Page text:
Succulents (plants with a waxy coating on their leaves - like aloe) are a great addition to California gardens, because they can cover large spaces and conserve valuable water resources. Mixing lots of different types of succulents next to each other can also make a very beautiful look and provide rich textures. I also think that the green and purple of the succulents look really beautiful next to the orange of the potato sacks.

Succulents are very forgiving, so they're great for inexperienced gardeners. You can transplant them by breaking off a branch/stem and simply sticking it in some soil. Just be careful not to over water them. You'll know if this is happening because they will start to turn brown.

Raised Beds Completed at St. Mark's Garden

Today we finished building 3 more raised beds (for a total of 5), a planting table and one storage bench. Next will will be:
  1. covering the sand that covers the space with fine wood chips that are accessible for wheelchairs and walkers
  2. building a few more storage benches for people to sit on and to store tools
  3. filling the raised beds with a mixture of soil, compost and horse manure
  4. install the drip system and timer
  5. start planting!!
We'll also be adding some fruit trees to our garden as well. We know we have a lemon tree that we'll be putting in.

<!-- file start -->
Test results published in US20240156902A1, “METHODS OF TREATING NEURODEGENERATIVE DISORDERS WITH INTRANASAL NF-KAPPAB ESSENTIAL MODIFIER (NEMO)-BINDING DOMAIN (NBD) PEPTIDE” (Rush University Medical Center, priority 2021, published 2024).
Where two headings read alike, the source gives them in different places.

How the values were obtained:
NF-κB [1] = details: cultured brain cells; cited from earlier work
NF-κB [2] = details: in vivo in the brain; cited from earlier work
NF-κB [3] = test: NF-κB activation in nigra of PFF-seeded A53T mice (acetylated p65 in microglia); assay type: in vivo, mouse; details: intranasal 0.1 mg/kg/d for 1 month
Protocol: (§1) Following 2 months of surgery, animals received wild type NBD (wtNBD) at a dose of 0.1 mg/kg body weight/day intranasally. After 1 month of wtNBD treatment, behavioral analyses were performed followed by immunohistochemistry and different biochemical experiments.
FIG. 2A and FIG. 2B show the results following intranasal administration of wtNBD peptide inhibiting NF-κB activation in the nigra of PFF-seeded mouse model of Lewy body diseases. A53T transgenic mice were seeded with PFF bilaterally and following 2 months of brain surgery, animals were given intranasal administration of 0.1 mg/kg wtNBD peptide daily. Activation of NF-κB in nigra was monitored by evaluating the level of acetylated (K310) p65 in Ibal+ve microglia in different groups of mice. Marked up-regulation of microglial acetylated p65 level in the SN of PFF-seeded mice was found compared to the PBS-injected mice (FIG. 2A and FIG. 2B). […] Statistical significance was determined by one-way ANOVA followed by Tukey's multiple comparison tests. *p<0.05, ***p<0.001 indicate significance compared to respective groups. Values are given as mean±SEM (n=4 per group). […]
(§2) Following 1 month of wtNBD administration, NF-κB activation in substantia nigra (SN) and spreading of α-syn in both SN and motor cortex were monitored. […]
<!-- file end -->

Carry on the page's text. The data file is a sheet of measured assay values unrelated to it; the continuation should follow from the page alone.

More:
Saturday, April 24, 2010

Today's workday at the Free Farm

Today at the Free Farm, we started putting some succulents in containers on top of the concrete structures near the sidewalks.

Each week, we have a group of volunteers who take the baby seedlings and put them into individual seedling trays so their roots can get strong enough to get planted in beds. Here are a few of the people who help sort some seedlings this week.
Lauren and Case, built some shelves from pallets so that we could fit more seedling trays in the green house.
Here are some photos of today's harvest

Monday, April 19, 2010

Progress at Bethlehem Lutheran in West Oakland

The first thing we did today is replace the wooden fence that was covered in ivy, rotten and falling over. We had to cut down part of the fence in order to get the two truckloads of soil into the space. Then last week, when there was a storm the make shift fence blew down and broke.
I was able to get two rolls of chain link fence from an individual in Oakland who had recently lost their job and was happy to get rid of it in exchange for $20.
Then, we set up the drip tape and the irrigation system that would handle the daily watering of our produce.
Then we planted some leeks (as seen above), onions, carrots, beets, green beans and lettuce. It was a very productive day and it felt good to see the garden really begin to take shape and get us one step closer to a harvest!

Sunday, April 18, 2010

3rd Harvest at the Free Farm: 6 pds

Today, 6 pounds of lettuce (6 1/2 pound lettuce heads 3 pounds lettuce mix) from the Free Farm was given away at the Free Farm Stand. When we start having more bountiful harvests, we'll be opening a stand at the Free Farm to give away produce and seedlings.

2 Raised Beds Finished at St. Mark's

Today at St. Mark's Lutheran in San Francisco we finished two of the raised beds that will be at the site. This garden will primarily be tended by the residents at Martin Luther Towers, a senior living facility, so we want to make sure the garden could happen at a comfortable height and limit the amount of bending and squatting that would be needed. It has also been designed to be accessible for individuals in wheelchairs and using walkers.